We made our way down the northern California coast averaging about 50-60 miles a day and had a blast. We camped at bike camps, ate great food, and shared with fellow bikers. We met some wonderful people and some strange people. We watched the sun set on the coast and the fog descend upon us every afternoon and morning. We went swimming in the Navarro river, napped on pacific cliffs and ate dough nuts out of dumpsters (interesting story).

It was an incredible journey and it really got me excited about bike touring. Its so easy, its a great workout, and its inexpensive.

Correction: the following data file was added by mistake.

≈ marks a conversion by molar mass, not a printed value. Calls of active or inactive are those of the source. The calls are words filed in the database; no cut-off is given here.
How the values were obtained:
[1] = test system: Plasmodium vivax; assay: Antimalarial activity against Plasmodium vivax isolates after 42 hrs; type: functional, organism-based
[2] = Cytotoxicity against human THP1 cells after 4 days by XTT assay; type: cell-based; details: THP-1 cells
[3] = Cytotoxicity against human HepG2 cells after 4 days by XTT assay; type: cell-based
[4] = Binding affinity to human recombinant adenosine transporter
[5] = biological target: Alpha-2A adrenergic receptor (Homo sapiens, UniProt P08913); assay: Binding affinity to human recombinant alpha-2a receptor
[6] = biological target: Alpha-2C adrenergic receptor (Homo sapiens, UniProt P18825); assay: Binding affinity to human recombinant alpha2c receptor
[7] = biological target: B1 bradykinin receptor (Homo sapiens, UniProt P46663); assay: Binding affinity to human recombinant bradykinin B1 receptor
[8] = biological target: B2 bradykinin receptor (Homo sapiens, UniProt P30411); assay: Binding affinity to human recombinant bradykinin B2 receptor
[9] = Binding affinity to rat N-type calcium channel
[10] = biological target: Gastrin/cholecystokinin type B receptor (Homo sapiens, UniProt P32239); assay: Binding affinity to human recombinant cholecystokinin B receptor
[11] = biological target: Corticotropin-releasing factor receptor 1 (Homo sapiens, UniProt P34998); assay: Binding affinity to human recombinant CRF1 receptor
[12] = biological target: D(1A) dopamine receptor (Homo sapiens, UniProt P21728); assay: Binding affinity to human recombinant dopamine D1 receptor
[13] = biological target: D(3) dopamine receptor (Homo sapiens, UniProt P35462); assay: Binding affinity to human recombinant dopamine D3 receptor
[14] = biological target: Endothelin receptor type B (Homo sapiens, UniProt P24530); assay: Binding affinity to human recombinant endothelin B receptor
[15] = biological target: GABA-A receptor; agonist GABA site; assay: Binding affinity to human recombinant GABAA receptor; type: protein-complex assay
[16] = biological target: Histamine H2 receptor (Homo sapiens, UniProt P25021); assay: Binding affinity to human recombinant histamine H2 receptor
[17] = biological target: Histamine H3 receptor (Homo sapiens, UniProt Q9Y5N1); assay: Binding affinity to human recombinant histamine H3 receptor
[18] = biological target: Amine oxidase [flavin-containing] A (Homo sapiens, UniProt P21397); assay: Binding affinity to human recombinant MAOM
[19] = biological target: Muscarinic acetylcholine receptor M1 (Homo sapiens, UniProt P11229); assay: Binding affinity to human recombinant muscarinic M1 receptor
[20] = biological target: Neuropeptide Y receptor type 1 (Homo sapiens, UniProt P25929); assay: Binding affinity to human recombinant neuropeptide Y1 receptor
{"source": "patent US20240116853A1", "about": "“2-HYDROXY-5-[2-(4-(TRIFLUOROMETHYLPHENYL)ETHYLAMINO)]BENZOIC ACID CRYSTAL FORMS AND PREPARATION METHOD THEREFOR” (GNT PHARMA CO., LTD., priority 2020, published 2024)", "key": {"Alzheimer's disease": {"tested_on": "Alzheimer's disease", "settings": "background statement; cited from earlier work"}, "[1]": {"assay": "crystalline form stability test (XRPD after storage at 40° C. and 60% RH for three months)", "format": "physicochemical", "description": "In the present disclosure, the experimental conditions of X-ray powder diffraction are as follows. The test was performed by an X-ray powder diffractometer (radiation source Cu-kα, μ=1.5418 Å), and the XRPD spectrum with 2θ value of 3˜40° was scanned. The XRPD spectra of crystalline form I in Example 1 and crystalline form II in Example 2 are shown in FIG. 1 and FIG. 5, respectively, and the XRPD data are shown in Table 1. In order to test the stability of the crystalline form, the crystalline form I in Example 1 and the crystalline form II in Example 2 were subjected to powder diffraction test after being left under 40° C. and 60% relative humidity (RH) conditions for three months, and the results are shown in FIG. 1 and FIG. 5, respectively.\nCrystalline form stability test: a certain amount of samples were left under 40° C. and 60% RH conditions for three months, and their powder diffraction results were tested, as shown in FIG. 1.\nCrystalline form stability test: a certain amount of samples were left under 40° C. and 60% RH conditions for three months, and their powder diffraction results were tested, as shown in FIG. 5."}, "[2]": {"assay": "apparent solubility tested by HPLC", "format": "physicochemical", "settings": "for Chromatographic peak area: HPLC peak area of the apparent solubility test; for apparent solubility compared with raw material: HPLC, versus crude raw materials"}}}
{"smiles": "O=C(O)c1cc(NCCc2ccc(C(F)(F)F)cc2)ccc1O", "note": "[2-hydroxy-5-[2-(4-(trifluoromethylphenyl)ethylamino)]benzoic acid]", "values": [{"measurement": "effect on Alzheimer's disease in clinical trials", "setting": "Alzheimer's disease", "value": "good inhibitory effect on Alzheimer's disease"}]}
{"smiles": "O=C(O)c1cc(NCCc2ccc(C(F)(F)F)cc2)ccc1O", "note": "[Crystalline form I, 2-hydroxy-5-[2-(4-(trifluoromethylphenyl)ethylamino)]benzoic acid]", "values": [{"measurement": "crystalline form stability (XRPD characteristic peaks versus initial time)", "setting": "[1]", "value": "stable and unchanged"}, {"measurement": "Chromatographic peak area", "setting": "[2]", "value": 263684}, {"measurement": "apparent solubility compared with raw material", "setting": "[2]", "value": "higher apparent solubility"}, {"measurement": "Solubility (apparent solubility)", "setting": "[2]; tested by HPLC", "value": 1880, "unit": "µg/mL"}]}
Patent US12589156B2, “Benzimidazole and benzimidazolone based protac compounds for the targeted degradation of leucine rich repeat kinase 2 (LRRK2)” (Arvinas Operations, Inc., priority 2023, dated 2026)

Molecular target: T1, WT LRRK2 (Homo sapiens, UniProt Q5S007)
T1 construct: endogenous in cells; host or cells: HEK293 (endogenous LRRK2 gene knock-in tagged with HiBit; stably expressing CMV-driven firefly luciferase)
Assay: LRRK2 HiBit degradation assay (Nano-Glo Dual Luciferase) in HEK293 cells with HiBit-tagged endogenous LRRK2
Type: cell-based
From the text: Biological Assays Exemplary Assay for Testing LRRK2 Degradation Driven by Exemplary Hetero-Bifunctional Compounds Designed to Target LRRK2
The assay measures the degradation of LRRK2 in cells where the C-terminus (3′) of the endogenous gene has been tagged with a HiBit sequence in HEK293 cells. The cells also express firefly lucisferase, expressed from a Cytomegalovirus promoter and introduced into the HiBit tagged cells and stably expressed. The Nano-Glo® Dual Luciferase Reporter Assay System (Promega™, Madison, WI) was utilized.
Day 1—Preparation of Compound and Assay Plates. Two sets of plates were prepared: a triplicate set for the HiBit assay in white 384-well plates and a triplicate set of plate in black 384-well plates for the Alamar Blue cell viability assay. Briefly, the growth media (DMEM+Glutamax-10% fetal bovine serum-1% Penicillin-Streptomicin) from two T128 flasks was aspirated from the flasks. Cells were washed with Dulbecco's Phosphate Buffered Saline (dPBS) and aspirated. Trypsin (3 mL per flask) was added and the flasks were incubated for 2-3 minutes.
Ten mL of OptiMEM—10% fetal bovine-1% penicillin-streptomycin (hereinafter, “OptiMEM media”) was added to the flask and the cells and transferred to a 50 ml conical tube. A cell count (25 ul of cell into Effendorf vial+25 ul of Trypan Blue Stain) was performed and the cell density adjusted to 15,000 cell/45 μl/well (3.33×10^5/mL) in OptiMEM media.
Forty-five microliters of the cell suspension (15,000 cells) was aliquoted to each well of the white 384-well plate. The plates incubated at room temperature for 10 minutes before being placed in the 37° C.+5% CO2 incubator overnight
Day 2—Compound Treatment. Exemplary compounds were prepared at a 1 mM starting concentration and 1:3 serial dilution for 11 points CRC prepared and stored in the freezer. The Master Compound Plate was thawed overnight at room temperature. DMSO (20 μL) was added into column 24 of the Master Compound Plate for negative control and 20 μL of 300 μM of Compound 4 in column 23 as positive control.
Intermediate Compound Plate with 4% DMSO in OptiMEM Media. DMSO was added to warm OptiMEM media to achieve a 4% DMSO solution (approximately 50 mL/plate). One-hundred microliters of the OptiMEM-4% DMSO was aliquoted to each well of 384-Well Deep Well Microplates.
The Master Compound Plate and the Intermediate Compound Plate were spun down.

In the past i really enjoyed going on roadtrips as a way to see places and meet interesting people, but I feel that current gas prices don't really make that kind of frivolous gas-burning acceptable (that and global warming). I think that bike tours are the new road trip. They really teach you to appreciate your surroundings and every mile of the road.

Im realizing that its very late and my words are blurring together. I will post a link to my photos from the trip in the next few days. Here are a few pictures:

Some travellin friends Organic coffee in Fort Bragg

view from the coastal town of Elk

View Larger Map

Now playing: Chavela Vargas - La llorona